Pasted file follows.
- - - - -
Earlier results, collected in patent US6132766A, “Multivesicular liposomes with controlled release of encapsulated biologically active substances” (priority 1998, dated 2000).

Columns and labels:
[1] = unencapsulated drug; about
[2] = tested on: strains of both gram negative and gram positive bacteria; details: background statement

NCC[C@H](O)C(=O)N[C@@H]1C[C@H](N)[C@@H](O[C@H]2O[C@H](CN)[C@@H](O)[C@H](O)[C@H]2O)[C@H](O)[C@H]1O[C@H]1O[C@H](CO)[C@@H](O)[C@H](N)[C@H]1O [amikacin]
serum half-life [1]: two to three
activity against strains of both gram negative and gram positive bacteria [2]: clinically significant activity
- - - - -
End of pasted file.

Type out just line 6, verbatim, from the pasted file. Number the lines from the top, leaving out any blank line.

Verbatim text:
serum half-life [1]: two to three